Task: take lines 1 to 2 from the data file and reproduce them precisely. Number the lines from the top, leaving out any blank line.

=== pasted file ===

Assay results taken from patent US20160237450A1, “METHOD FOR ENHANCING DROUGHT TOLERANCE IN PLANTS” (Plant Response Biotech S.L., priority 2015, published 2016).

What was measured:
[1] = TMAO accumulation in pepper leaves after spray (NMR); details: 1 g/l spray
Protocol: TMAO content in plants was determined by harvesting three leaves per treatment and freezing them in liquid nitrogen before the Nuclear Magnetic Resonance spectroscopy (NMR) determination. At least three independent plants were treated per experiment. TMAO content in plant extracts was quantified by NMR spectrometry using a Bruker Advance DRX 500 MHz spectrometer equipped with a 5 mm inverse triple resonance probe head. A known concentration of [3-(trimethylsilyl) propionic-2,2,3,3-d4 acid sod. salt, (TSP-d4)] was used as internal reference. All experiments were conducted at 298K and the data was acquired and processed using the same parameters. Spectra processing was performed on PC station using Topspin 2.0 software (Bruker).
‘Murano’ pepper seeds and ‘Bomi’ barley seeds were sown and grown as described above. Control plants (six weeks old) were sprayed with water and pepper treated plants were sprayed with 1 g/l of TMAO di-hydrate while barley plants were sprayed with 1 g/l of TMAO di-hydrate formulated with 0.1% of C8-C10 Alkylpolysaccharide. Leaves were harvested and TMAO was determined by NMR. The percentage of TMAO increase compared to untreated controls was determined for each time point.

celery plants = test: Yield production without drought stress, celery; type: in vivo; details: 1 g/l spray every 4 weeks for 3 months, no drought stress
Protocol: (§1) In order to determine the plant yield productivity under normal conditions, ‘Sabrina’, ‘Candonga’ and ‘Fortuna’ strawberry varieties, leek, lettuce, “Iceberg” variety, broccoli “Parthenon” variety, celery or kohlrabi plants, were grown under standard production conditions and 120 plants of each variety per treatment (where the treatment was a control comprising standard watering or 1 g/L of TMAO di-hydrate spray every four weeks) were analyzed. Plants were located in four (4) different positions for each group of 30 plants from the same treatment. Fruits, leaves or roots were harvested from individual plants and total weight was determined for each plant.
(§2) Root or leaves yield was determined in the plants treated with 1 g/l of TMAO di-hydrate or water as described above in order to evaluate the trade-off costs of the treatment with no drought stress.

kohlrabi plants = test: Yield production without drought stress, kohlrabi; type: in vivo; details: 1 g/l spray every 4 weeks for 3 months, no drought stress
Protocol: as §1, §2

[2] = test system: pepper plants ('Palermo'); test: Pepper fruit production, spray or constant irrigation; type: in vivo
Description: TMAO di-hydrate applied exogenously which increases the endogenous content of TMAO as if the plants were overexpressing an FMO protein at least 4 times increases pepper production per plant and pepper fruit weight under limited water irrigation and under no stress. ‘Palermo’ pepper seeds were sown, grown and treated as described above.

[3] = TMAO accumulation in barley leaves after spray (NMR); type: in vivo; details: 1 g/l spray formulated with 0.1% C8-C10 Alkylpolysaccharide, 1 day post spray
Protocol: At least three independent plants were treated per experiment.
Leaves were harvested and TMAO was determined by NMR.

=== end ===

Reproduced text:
Assay results taken from patent US20160237450A1, “METHOD FOR ENHANCING DROUGHT TOLERANCE IN PLANTS” (Plant Response Biotech S.L., priority 2015, published 2016).

What was measured: